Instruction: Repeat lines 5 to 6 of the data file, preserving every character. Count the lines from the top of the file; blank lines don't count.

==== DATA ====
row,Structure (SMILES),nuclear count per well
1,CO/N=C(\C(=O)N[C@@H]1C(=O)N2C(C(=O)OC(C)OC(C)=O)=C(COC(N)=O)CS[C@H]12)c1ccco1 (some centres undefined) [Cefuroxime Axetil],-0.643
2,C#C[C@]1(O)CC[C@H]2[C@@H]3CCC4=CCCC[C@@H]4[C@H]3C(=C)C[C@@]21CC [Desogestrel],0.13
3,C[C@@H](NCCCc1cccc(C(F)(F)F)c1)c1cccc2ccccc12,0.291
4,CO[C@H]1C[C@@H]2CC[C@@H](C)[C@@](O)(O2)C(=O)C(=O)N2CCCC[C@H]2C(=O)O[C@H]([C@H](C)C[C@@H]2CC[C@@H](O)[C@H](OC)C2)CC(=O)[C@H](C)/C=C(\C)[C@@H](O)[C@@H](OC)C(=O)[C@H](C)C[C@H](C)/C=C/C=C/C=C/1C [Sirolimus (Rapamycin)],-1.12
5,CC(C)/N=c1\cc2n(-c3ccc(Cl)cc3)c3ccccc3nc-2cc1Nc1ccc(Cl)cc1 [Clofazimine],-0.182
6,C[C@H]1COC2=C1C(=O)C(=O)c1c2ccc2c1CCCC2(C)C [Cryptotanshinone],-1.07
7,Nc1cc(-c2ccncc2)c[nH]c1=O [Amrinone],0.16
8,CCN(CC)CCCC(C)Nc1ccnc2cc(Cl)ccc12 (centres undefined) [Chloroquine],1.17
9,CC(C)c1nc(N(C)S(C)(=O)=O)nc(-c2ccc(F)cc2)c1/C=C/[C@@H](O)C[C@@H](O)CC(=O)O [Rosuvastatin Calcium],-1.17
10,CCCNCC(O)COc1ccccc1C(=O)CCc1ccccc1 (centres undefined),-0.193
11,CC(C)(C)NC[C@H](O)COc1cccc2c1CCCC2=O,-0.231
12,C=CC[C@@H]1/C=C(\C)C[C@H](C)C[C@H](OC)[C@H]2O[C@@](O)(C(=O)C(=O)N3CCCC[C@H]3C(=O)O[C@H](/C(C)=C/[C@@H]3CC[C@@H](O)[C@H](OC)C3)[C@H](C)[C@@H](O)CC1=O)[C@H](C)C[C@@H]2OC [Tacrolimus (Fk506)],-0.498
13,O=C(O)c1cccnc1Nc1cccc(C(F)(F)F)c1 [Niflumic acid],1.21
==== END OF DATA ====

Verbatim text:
4,CO[C@H]1C[C@@H]2CC[C@@H](C)[C@@](O)(O2)C(=O)C(=O)N2CCCC[C@H]2C(=O)O[C@H]([C@H](C)C[C@@H]2CC[C@@H](O)[C@H](OC)C2)CC(=O)[C@H](C)/C=C(\C)[C@@H](O)[C@@H](OC)C(=O)[C@H](C)C[C@H](C)/C=C/C=C/C=C/1C [Sirolimus (Rapamycin)],-1.12
5,CC(C)/N=c1\cc2n(-c3ccc(Cl)cc3)c3ccccc3nc-2cc1Nc1ccc(Cl)cc1 [Clofazimine],-0.182